Small Talk is constantly looking to share and celebrate small businesses and Welsh brands, we value the hard work and dedication it takes to make a small business work successfully, because it ain’t as easy as it looks!
This week we are proud to be sharing our interview with Jade Sims, the owner of Olla Home ware a maker and craftswoman based in Wales.
ST : Tell us about yourself and your background. Where is your business based?
Jade : Hi, I’m Jade and I’m the owner and craftswoman for Olla Homeware. I’ve always been interested in craft since I was a child, but never thought I could make a career out of it. That sort of thing wasn’t really promoted in my school. Art class consisted of observational drawing or copying from someone else’s artwork. It was highly recommended that if I wanted to take a career in art & design that I complete a year of foundation art & design first. This year was a complete eye opener for me as I experimented in every material. It was wonderful. From that I continued my love of materials and moved to Cardiff from Pembrokeshire to undertake a Ba(Hons) Artist Designer: Maker, where my love of ceramics flourished towards the end of my second year.
I currently run a communal ceramic studio out of Meanwhile House in Cardiff, where I offer kiln rental and assistance to budding and experienced ceramicists.
ST : Where did you get the idea for your business?
Jade : What I simply wanted to do was share my love for handmade things with other people. I thought if I could create a ceramic homeware range in various colour combinations over different budget ranges, there would be something that everyone could enjoy.
We were encouraged to brand ourselves for our professional practise module in third year and while most people chose to keep their own name as their brand name, I wanted something different. Simply because I didn’t think my name was memorable enough as a brand! So I chose Olla, which is latin for pot.
ST : What were some of the challenges you faced as a business during the pandemic?
Jade : While my struggles were minimum compared to others, I found that the closure of businesses affected income. On the other hand, it boosted online sales as people were keen to invest in their homes as they had more disposable income.
Another issue has been access to materials and increase of prices. A mixture of covid and brexit has caused massive stock issues with raw materials, which in turn has forced prices to rise. It has made me rethink my processes a lot and I’ve had to make a few glaze changes to be able to keep my RRP’s the same.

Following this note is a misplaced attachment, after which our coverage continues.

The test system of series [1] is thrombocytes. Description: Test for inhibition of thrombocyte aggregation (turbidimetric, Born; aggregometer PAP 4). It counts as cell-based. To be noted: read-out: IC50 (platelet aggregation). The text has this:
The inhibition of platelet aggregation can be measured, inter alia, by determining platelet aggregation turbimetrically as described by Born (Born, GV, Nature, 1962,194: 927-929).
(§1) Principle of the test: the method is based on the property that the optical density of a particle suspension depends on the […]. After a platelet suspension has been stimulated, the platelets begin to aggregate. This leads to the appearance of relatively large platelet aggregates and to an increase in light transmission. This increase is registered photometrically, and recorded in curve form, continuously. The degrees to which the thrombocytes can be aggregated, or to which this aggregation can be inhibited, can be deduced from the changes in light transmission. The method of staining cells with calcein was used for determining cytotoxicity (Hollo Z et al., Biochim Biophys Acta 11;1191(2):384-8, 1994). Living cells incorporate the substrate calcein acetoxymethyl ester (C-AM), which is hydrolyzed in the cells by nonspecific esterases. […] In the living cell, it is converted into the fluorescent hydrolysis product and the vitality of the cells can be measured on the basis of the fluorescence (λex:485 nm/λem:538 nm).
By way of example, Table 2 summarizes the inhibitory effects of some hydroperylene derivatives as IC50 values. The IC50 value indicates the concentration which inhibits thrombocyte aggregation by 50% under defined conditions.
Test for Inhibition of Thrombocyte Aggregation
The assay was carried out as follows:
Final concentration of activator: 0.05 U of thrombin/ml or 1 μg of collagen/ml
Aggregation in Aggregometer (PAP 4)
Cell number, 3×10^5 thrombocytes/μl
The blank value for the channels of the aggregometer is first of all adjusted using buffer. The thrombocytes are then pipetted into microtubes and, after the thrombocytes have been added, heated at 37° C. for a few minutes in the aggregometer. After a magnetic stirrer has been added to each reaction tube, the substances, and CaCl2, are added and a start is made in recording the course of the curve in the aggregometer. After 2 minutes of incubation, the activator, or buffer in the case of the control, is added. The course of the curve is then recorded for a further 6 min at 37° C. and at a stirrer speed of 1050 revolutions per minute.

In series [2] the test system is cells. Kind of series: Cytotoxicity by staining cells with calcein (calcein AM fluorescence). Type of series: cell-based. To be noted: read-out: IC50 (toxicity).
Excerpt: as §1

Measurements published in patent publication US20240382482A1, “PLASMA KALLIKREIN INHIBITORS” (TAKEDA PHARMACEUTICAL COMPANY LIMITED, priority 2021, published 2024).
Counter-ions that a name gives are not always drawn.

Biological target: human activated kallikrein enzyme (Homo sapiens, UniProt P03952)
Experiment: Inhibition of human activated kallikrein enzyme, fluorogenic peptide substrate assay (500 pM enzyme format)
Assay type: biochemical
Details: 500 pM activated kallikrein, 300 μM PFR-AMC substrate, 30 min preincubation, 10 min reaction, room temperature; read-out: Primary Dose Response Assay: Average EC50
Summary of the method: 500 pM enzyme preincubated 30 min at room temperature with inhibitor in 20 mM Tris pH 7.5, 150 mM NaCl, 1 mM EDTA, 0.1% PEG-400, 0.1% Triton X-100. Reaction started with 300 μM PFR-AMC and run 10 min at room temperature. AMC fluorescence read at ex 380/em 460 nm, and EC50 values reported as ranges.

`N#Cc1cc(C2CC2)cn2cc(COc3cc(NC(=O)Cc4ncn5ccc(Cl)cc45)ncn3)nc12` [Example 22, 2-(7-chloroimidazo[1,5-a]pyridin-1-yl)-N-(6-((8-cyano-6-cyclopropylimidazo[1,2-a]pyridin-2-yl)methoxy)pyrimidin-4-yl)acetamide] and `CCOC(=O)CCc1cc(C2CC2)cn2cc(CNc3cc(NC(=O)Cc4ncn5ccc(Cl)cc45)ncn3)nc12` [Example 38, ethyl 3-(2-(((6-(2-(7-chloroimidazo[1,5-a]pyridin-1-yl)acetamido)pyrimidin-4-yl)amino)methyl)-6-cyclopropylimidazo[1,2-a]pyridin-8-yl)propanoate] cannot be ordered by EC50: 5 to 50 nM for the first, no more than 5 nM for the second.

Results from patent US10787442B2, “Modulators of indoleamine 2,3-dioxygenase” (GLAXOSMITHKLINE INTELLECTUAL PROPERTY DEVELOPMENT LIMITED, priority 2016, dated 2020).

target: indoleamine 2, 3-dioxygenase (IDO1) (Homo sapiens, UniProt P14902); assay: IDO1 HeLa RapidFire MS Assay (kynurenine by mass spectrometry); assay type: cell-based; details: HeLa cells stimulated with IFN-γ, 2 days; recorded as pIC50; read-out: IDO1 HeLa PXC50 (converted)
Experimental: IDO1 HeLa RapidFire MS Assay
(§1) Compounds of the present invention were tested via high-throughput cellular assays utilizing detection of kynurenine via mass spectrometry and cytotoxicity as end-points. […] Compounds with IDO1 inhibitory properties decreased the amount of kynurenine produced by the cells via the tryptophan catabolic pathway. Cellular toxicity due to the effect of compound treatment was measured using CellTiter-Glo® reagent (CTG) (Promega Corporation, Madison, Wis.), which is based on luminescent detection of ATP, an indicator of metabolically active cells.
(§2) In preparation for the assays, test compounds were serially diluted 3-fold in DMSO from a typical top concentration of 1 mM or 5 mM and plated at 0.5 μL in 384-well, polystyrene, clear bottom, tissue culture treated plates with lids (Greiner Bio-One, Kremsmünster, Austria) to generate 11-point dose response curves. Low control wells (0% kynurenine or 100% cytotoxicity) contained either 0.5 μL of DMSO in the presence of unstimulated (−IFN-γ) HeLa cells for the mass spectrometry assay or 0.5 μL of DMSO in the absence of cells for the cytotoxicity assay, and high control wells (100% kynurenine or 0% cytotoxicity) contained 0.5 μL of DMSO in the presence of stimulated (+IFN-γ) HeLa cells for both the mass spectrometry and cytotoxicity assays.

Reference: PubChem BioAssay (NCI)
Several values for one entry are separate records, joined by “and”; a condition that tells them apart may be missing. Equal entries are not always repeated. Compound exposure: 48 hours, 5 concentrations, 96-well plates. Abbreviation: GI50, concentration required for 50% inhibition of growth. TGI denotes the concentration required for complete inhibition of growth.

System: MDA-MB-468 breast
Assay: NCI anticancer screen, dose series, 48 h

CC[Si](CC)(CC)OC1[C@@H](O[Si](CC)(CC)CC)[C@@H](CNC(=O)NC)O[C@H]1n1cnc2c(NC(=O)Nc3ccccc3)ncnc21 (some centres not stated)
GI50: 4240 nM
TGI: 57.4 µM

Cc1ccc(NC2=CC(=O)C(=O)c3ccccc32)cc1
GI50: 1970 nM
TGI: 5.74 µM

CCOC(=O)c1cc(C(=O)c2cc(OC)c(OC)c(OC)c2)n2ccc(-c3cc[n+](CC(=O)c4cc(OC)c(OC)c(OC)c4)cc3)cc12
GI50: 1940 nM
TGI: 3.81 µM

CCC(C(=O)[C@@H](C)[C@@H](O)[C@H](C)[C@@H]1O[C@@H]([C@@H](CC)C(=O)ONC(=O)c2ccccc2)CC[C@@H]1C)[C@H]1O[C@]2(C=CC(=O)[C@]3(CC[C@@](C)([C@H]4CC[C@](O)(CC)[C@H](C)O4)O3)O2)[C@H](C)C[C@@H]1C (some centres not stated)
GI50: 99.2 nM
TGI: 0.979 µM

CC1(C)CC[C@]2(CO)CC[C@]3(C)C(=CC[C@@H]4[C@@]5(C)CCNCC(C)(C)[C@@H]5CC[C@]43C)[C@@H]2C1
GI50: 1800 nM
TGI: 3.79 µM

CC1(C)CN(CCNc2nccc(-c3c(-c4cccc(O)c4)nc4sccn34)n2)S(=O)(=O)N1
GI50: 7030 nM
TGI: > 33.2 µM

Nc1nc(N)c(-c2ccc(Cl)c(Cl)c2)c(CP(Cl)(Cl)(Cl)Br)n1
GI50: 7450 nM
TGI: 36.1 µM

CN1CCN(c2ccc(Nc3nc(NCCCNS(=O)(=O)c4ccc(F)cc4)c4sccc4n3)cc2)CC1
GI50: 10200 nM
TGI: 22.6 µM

ST : What was the biggest challenge you faced as an individual?
Jade : As the same with the majority of people, covid really affected my mental health. This caused me to over-reflect and be too critical of my work and doubt my ability to be successful. There were quite a few days that I couldn’t face the studio because my self-doubt was far too strong.
ST : What is your favourite part of running your business?
Jade : I think my favourite part is selling. That email or “cher-ching” sound that Etsy makes when something has sold. It means someone else has found my work worthy of being in their home and it gives me great pride to be able to give someone I don’t even know some joy when they open their parcel. I really enjoy watching people handling my work at markets and them getting excited over the prospect of buying it.
ST : How do you overcome down days if you have them? Mental blocks, brain fog, burn out?
Jade : I don’t necessarily overcome down days within the same day. I tend to remember that I can’t be on the ball everyday and so I forgive myself and know that tomorrow is a new day and a new chance to continue with my work.
ST : Running your business through social media can be difficult and consuming, do you think the changes to the algorithms have helped or made it more challenging to produce more content more often.
Jade : I’ve found that even with growing followers, the likes and saves have been decreasing. I’ve recently picked up using Tailwind, which really helps with scheduling and new hashtags. At the moment I try to schedule about 5 posts (for 5 days) at a time, as it is unlikely that I will post everyday one at a time.
I’ve had some success with paid Instagram ads too, and you don’t need to plough a lot of money into that to make it successful. The trick is knowing who your audience is and doing specific targeting.
ST : Do you have any advice for other small business owners?
Yes – it’s okay not to get it right the first, second or third time. It will take a while. I’m still not getting it right and I’m 5 years graduated this year. Always be aware of what your customers are reacting to on social media and make more of those sorts of products. Don’t get caught up in making what YOU think will sell, as everyone has different tastes to you.
Use tools to help you with social media. There are plenty of free tools out there so you don’t have to worry about paying out for something. Monitor your website (it is worth setting up so that you aren’t relying on Etsy and their high fees) using tools like Google Analytics. Doing a short digital marketing course online will really help you out.
Don’t jump into every opportunity as this will cost a lot of money. Analyse the opportunity – are there fees? What is the footfall like? Is it in the right location and are the customers your target market? Do you really need that service or can you do it yourself?
Find yourself a reliable photographer that can do you some action shots, a good photographer is worth their weight in gold.
You can find Jade and her amazing goodies on her website which is linked below and of course make sure to follow her on Instagram.
Big Love, The Small Talk Team x